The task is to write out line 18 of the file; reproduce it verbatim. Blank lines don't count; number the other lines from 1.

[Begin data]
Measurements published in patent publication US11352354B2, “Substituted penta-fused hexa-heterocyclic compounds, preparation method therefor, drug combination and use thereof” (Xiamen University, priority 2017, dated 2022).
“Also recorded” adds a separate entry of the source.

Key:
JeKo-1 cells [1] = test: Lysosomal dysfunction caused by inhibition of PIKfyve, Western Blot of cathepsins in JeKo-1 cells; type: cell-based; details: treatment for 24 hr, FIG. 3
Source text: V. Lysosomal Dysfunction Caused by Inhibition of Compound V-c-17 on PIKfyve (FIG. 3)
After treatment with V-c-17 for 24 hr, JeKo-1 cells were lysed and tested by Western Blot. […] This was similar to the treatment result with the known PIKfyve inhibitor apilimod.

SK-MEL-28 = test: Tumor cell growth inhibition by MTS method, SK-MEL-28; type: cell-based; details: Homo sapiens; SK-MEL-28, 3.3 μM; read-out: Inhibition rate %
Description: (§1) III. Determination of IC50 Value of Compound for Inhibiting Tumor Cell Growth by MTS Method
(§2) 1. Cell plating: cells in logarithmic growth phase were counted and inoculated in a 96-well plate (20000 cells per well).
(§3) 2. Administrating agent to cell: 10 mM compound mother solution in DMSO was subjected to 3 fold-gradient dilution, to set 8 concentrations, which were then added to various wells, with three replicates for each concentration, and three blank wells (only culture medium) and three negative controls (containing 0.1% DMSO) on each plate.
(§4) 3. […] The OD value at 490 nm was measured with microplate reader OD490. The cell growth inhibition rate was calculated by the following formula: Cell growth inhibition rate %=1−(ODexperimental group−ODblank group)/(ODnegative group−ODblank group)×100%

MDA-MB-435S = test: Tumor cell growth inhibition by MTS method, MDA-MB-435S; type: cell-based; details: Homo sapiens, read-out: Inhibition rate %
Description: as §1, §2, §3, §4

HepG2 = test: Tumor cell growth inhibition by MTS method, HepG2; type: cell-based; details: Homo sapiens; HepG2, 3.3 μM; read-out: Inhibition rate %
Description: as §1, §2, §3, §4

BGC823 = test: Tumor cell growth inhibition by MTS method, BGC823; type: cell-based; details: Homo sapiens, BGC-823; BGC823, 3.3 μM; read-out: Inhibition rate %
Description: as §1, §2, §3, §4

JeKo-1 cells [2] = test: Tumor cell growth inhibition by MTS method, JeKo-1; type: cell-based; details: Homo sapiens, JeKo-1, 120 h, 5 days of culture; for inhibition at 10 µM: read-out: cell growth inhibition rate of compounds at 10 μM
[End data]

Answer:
JeKo-1 cells [2] = test: Tumor cell growth inhibition by MTS method, JeKo-1; type: cell-based; details: Homo sapiens, JeKo-1, 120 h, 5 days of culture; for inhibition at 10 µM: read-out: cell growth inhibition rate of compounds at 10 μM